Dr Smith-Merry is Associate Professor in the Sydney School of Health Sciences within the Faculty of Medicine and Health at the University of Sydney. Jen is Director of the Centre for Disability Research and Policy (CDRP), a multi-disciplinary centre whose mission is to make life better for people with disability in Australia by translating research to policy and practice.
Jen is chief investigator on multiple grants which evaluate or develop policy and services in disability and mental health. She works closely with people with lived experience of disability and has a strong interest lived experience-informed policy and service design.
Title: Unintentional Drug-related Deaths for people with mental illness in NSW Australia, 2012-2016
Author(s): Jennifer Smith-Merry, Kenji Fujita, Tim Chen
Introduction: People with serious mental illness are a vulnerable and stigmatized group who generally receive poorer healthcare and have worse health outcomes including greater premature mortality. Drug-related deaths are a significant cause of death in people with serious mental illness but drug and alcohol strategies are often disconnected from our thinking about the health and wellbeing of people with mental illness. The aims of this study were to understand drug-related premature death in people with mental illness, investigate trends and rate of changes in unintentional drug-related deaths, describe types of medicines involved, and identify populations at risk. In this paper we explain the data and then outline the policy and practice related solutions needed to address this situation.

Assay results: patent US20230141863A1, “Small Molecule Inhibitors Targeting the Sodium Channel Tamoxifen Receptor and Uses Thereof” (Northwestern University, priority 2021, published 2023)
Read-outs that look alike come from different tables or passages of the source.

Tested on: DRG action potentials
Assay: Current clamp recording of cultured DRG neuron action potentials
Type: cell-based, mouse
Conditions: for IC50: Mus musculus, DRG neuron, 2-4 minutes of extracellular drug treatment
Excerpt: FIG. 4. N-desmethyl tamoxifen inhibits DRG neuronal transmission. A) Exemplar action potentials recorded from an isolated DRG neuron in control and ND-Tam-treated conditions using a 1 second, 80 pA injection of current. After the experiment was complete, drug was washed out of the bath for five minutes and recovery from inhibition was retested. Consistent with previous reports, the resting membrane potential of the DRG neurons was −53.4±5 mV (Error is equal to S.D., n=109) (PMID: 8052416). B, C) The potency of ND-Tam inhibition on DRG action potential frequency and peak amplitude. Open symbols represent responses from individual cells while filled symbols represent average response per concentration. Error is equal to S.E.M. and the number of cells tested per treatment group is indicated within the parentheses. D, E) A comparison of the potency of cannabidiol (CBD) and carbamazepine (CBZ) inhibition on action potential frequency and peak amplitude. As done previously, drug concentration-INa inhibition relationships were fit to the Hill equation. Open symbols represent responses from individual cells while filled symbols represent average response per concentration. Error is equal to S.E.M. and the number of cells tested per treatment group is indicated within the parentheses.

Methods: Unintentional drug-related deaths for people with mental illness between 2012 and 2016 were identified in the National Coronial Information System. Data regarding age, gender, marital status, year of death, substances contributing to death was extracted from the retrieved cases. Descriptive statistics were computed for the results of the present study based on counts and proportions where relevant.
Results: A total of 495 unintentional drug-related deaths were identified (1.6 deaths/100,000 population), showing an upward trend (p<0.01). Males (Rate ratio, RR: 1.8, 95% confidence intervals, CI: 1.5-2.2), people aged 35-44 (RR: 1.7, CI: 1.3-2.2) were more likely to die from unintentional drug-related deaths compared with the reference (female and people aged 25-34 respectively). The median number of drugs involved per death was 5.0 while the most frequent number of drugs involved (i.e. mode) was 1 (97/495 cases, 20%). The most common substance involved amongst 495 cases was diazepam in both gender (males: 135/319, 42%, female: 76/176, 43%). Alcohol and heroin were predominantly involved in deaths amongst male (both p<0.05). During the study period, amphetamine showed the highest increase (3.2-fold), followed by codeine (2.5-fold), quetiapine (2.5-fold) and morphine (2.2-fold).
Discussion: This study identified differences between gender, age group and marital status in trends and rates of unintentional drug-related deaths for people with mental illness. Differences in demographic characteristics imply that a multifaceted and structured approach is required to inform intervention and prevention strategies. Physical health promotion for people with mental illness must include a consideration of drug and alcohol use. The results in this study point towards the importance of renewed efforts around prescribing awareness and medication monitoring practices, as well as medicines-related education for people with mental illness. The number of overall deaths (n=398, 80%) involving polypharmacy or interactions between illicit, over the counter and prescribed medications also necessitates a strategy that brings together cohesive prescribing, mental health and drug and alcohol strategies as part of our overall consideration of the health of people with mental illness.